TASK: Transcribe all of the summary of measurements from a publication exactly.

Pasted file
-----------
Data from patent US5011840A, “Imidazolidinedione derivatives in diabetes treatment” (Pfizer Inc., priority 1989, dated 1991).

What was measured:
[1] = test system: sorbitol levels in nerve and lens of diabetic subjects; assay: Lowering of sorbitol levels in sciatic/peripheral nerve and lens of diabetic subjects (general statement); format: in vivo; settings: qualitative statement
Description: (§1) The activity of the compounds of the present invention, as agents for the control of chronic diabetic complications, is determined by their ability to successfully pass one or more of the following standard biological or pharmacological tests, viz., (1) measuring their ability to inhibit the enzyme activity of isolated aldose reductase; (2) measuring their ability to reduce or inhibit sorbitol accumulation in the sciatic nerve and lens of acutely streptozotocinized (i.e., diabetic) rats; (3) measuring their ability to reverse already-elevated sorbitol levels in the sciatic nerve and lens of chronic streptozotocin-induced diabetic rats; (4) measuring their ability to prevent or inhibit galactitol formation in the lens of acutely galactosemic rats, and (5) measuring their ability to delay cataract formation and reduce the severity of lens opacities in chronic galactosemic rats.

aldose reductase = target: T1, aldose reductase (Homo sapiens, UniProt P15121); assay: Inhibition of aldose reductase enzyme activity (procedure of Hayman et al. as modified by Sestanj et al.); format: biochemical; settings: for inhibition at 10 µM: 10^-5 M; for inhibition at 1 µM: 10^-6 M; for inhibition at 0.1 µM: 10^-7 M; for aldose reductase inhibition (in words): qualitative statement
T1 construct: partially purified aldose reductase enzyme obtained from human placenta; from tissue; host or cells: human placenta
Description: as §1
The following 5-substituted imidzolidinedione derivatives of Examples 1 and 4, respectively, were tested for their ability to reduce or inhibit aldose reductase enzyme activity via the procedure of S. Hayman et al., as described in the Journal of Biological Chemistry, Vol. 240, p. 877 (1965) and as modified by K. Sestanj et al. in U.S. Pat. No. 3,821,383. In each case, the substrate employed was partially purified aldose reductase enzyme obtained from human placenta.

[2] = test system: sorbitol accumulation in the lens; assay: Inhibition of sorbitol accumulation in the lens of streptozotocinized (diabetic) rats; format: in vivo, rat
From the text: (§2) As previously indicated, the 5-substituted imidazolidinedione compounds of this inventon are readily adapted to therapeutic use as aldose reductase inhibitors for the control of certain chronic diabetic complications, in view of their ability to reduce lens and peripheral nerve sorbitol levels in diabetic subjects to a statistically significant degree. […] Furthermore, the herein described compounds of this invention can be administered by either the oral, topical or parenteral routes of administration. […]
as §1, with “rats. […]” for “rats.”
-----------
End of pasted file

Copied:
Data from patent US5011840A, “Imidazolidinedione derivatives in diabetes treatment” (Pfizer Inc., priority 1989, dated 1991).

What was measured:
[1] = test system: sorbitol levels in nerve and lens of diabetic subjects; assay: Lowering of sorbitol levels in sciatic/peripheral nerve and lens of diabetic subjects (general statement); format: in vivo; settings: qualitative statement
Description: (§1) The activity of the compounds of the present invention, as agents for the control of chronic diabetic complications, is determined by their ability to successfully pass one or more of the following standard biological or pharmacological tests, viz., (1) measuring their ability to inhibit the enzyme activity of isolated aldose reductase; (2) measuring their ability to reduce or inhibit sorbitol accumulation in the sciatic nerve and lens of acutely streptozotocinized (i.e., diabetic) rats; (3) measuring their ability to reverse already-elevated sorbitol levels in the sciatic nerve and lens of chronic streptozotocin-induced diabetic rats; (4) measuring their ability to prevent or inhibit galactitol formation in the lens of acutely galactosemic rats, and (5) measuring their ability to delay cataract formation and reduce the severity of lens opacities in chronic galactosemic rats.

aldose reductase = target: T1, aldose reductase (Homo sapiens, UniProt P15121); assay: Inhibition of aldose reductase enzyme activity (procedure of Hayman et al. as modified by Sestanj et al.); format: biochemical; settings: for inhibition at 10 µM: 10^-5 M; for inhibition at 1 µM: 10^-6 M; for inhibition at 0.1 µM: 10^-7 M; for aldose reductase inhibition (in words): qualitative statement
T1 construct: partially purified aldose reductase enzyme obtained from human placenta; from tissue; host or cells: human placenta
Description: as §1
The following 5-substituted imidzolidinedione derivatives of Examples 1 and 4, respectively, were tested for their ability to reduce or inhibit aldose reductase enzyme activity via the procedure of S. Hayman et al., as described in the Journal of Biological Chemistry, Vol. 240, p. 877 (1965) and as modified by K. Sestanj et al. in U.S. Pat. No. 3,821,383. In each case, the substrate employed was partially purified aldose reductase enzyme obtained from human placenta.

[2] = test system: sorbitol accumulation in the lens; assay: Inhibition of sorbitol accumulation in the lens of streptozotocinized (diabetic) rats; format: in vivo, rat
From the text: (§2) As previously indicated, the 5-substituted imidazolidinedione compounds of this inventon are readily adapted to therapeutic use as aldose reductase inhibitors for the control of certain chronic diabetic complications, in view of their ability to reduce lens and peripheral nerve sorbitol levels in diabetic subjects to a statistically significant degree. […] Furthermore, the herein described compounds of this invention can be administered by either the oral, topical or parenteral routes of administration. […]
as §1, with “rats. […]” for “rats.”